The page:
|Title||Evaluating Care in Safety Net Hospitals: Clinical Outcomes and NICU Quality of Care in California.|
|Publication Type||Journal Article|
|Year of Publication||2021|
|Authors||Liu J, Pang EM, Iacob A, Simonian A, Phibbs CS, Profit J|
|Date Published||2021 Dec 07|
OBJECTIVES: To examine the characteristics of safety net (sn) and non-safety net neonatal intensive care units (NICUs) in California and whether the site of care is associated with clinical outcomes.
STUDY DESIGN: This population-based retrospective cohort study of 34 snNICUs and 104 non-snNICUs included 22,081 infants born between 2014-2018 with birth weights of 401-1500g or gestational ages of 22-29 weeks. Quality of care as measured by Baby-MONITOR score and rates of survival without major morbidity were compared between snNICUs and non-snNICUs.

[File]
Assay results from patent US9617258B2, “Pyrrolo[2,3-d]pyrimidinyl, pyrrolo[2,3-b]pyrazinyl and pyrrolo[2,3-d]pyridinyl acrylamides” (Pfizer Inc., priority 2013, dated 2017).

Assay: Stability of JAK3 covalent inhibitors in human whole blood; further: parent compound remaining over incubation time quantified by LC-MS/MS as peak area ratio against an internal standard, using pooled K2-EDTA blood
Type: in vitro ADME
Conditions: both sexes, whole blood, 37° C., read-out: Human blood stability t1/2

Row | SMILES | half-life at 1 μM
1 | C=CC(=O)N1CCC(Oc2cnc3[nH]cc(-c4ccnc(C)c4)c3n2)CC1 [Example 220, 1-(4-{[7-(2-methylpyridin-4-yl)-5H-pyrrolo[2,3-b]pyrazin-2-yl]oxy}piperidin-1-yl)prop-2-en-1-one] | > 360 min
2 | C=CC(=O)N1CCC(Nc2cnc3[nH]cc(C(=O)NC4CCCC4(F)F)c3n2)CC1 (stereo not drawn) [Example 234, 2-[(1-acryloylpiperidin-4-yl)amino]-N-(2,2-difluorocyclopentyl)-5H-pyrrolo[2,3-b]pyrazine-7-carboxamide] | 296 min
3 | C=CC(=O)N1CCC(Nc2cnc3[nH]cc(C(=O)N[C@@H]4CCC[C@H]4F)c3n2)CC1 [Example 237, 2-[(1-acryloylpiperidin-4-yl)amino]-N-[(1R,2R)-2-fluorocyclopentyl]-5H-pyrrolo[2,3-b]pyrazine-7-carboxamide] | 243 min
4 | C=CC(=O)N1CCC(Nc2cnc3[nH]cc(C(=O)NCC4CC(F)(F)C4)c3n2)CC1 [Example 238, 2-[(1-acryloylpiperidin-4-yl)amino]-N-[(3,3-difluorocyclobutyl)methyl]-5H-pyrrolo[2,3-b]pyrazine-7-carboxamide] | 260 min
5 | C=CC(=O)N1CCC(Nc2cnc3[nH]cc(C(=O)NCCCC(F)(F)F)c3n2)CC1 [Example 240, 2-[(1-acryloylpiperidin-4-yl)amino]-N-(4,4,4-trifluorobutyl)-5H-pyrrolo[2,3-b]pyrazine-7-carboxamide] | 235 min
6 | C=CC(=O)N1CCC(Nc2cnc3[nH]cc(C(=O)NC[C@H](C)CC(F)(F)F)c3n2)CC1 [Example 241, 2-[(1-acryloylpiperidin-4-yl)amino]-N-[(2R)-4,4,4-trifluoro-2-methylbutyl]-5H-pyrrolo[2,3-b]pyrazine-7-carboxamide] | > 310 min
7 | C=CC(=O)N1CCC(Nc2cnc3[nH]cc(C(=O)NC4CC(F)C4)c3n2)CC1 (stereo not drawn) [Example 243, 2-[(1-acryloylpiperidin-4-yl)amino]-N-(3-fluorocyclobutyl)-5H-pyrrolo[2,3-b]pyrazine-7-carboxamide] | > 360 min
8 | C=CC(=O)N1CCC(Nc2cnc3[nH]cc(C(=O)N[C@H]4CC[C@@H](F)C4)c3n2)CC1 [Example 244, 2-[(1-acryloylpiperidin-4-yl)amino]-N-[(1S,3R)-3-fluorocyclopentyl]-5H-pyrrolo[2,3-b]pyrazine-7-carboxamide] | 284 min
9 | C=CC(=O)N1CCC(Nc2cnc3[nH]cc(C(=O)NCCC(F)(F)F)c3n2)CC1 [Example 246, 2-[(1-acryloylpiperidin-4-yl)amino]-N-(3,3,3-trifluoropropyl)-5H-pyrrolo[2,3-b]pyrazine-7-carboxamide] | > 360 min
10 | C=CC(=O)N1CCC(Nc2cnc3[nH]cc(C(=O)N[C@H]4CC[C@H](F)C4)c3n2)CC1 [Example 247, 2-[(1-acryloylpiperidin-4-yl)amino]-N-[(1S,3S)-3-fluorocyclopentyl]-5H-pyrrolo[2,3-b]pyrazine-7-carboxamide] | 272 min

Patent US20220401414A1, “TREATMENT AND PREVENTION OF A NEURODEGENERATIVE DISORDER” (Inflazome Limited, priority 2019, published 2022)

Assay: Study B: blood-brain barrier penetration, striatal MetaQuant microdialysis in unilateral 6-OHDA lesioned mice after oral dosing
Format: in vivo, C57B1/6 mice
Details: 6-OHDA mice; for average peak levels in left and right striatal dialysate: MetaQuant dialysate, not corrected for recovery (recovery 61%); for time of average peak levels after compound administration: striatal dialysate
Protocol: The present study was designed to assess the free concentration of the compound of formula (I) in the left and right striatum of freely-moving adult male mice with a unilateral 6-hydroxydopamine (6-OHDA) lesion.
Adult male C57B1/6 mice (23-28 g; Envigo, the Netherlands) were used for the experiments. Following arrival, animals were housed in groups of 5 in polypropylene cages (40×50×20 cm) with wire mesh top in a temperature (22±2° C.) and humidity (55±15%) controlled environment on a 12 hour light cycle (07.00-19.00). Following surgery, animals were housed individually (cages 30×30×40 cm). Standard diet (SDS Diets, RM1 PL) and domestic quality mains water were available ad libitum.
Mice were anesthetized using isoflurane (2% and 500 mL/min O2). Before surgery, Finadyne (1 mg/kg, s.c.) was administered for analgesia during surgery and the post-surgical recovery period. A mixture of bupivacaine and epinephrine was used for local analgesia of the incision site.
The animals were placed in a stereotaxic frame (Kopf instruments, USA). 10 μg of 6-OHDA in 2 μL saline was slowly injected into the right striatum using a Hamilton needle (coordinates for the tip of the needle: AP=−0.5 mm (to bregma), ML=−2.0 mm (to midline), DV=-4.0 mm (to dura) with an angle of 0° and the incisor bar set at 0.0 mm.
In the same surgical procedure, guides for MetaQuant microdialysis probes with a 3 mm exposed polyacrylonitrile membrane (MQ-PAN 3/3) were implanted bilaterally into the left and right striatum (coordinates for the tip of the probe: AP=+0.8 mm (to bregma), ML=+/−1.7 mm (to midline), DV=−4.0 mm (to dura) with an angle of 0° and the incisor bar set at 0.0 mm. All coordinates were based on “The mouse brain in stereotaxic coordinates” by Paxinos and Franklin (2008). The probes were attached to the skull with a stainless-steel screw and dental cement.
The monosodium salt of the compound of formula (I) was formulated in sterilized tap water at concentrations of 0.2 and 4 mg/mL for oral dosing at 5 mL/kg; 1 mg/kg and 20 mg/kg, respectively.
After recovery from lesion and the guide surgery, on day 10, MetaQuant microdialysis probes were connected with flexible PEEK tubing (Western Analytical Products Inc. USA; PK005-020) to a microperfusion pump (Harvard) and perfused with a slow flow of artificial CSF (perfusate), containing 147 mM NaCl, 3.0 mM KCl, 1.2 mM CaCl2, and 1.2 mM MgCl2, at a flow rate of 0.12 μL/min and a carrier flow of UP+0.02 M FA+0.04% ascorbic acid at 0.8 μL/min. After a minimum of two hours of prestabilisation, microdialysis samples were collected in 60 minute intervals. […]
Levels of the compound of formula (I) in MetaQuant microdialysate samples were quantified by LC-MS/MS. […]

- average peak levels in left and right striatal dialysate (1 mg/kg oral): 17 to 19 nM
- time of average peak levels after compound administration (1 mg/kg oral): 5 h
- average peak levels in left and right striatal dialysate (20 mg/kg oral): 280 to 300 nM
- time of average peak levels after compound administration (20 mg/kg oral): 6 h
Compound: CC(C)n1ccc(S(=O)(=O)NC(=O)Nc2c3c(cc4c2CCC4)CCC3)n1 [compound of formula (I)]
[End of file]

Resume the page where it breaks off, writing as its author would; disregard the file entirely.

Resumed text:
RESULTS: Black and Hispanic infants were disproportionately cared for in snNICUs, where care and outcomes varied widely. We found no significant differences in Baby-MONITOR scores (snNICUs: z-score (SD) = -0.31 (1.3); non-snNICUs: 0.03 (1.1), P = 0.1). Among individual components, infants in snNICUs exhibited lower rates of human milk nutrition at discharge (-0.64 (1.0) vs. 0.27 (0.9)), lower rates of no healthcare associated infection (-0.27 (1.1) vs. 0.14 (0.9)) and higher rates of no hypothermia on admission (0.39 (0.7) vs. -0.25 (1.1)). We found small but significant differences in survival without major morbidity (Adjusted rate = 65.9% (63.9-67.9) for snNICUs vs. 68.3% (67.0-69.6) for non-snNICUs, p=0.02) and in some of its components; snNICUS had higher rates of necrotizing enterocolitis (3.8% (3.4-4.3) vs. 3.1% (2.8-3.4)) and mortality (7.1% (6.5-7.7) vs. 6.6% (6.2-7.0)).
CONCLUSIONS: Safety net NICUs achieved similar performance to non-snNICUs in quality of care, except for small but significant differences in any human milk at discharge, infection, hypothermia, necrotizing enterocolitis, and mortality.
|Alternate Journal||J Pediatr|